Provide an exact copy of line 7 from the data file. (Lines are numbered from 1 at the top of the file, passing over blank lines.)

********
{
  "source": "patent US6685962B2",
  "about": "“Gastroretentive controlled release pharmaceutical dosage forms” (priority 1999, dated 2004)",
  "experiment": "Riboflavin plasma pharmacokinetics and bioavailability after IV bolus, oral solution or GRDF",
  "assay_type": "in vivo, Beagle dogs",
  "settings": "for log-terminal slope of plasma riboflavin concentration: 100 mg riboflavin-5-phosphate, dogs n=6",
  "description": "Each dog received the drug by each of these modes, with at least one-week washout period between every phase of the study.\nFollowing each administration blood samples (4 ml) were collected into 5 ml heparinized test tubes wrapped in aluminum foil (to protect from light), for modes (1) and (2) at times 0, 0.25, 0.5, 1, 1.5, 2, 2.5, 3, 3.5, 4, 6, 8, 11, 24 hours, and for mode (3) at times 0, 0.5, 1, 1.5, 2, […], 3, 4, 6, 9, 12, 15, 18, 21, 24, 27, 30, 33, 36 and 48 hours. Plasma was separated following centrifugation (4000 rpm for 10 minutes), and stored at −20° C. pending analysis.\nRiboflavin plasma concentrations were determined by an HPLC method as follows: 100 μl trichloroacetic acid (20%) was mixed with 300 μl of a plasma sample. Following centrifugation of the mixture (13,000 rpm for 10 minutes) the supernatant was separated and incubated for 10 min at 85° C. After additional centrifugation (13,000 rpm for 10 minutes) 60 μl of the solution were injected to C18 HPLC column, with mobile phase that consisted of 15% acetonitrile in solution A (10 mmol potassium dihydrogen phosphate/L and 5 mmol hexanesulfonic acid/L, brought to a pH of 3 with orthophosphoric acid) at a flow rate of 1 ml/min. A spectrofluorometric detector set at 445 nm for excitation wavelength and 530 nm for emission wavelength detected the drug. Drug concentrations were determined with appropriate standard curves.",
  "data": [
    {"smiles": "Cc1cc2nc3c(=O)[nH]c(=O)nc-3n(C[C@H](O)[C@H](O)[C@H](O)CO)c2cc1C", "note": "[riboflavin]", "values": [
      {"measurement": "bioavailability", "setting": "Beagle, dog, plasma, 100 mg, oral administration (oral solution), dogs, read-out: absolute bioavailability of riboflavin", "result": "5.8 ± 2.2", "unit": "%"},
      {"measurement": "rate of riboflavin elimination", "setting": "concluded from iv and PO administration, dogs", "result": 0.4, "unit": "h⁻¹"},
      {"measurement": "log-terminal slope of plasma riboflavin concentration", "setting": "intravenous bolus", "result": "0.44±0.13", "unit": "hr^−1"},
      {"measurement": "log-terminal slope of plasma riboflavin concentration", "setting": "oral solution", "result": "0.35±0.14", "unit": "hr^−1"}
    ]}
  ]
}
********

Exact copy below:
  "description": "Each dog received the drug by each of these modes, with at least one-week washout period between every phase of the study.\nFollowing each administration blood samples (4 ml) were collected into 5 ml heparinized test tubes wrapped in aluminum foil (to protect from light), for modes (1) and (2) at times 0, 0.25, 0.5, 1, 1.5, 2, 2.5, 3, 3.5, 4, 6, 8, 11, 24 hours, and for mode (3) at times 0, 0.5, 1, 1.5, 2, […], 3, 4, 6, 9, 12, 15, 18, 21, 24, 27, 30, 33, 36 and 48 hours. Plasma was separated following centrifugation (4000 rpm for 10 minutes), and stored at −20° C. pending analysis.\nRiboflavin plasma concentrations were determined by an HPLC method as follows: 100 μl trichloroacetic acid (20%) was mixed with 300 μl of a plasma sample. Following centrifugation of the mixture (13,000 rpm for 10 minutes) the supernatant was separated and incubated for 10 min at 85° C. After additional centrifugation (13,000 rpm for 10 minutes) 60 μl of the solution were injected to C18 HPLC column, with mobile phase that consisted of 15% acetonitrile in solution A (10 mmol potassium dihydrogen phosphate/L and 5 mmol hexanesulfonic acid/L, brought to a pH of 3 with orthophosphoric acid) at a flow rate of 1 ml/min. A spectrofluorometric detector set at 445 nm for excitation wavelength and 530 nm for emission wavelength detected the drug. Drug concentrations were determined with appropriate standard curves.",